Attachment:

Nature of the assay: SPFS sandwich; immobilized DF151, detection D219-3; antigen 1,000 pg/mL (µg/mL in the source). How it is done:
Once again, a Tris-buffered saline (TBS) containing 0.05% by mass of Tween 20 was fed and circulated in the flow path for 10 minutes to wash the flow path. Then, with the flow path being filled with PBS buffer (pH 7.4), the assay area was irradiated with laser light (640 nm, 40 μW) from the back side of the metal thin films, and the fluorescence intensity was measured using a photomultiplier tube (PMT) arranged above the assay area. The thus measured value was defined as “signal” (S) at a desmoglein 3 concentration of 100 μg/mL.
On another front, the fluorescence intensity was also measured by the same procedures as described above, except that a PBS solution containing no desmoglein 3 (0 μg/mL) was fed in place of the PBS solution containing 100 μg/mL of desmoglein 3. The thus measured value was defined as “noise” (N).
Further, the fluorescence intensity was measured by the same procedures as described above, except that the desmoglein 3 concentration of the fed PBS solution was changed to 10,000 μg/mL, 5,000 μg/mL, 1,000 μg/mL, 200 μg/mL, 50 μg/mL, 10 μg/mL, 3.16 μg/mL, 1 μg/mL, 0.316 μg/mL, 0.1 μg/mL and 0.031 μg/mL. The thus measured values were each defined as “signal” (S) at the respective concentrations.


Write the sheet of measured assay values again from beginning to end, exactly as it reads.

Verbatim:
Nature of the assay: SPFS sandwich; immobilized DF151, detection D219-3; antigen 1,000 pg/mL (µg/mL in the source). How it is done:
Once again, a Tris-buffered saline (TBS) containing 0.05% by mass of Tween 20 was fed and circulated in the flow path for 10 minutes to wash the flow path. Then, with the flow path being filled with PBS buffer (pH 7.4), the assay area was irradiated with laser light (640 nm, 40 μW) from the back side of the metal thin films, and the fluorescence intensity was measured using a photomultiplier tube (PMT) arranged above the assay area. The thus measured value was defined as “signal” (S) at a desmoglein 3 concentration of 100 μg/mL.
On another front, the fluorescence intensity was also measured by the same procedures as described above, except that a PBS solution containing no desmoglein 3 (0 μg/mL) was fed in place of the PBS solution containing 100 μg/mL of desmoglein 3. The thus measured value was defined as “noise” (N).
Further, the fluorescence intensity was measured by the same procedures as described above, except that the desmoglein 3 concentration of the fed PBS solution was changed to 10,000 μg/mL, 5,000 μg/mL, 1,000 μg/mL, 200 μg/mL, 50 μg/mL, 10 μg/mL, 3.16 μg/mL, 1 μg/mL, 0.316 μg/mL, 0.1 μg/mL and 0.031 μg/mL. The thus measured values were each defined as “signal” (S) at the respective concentrations.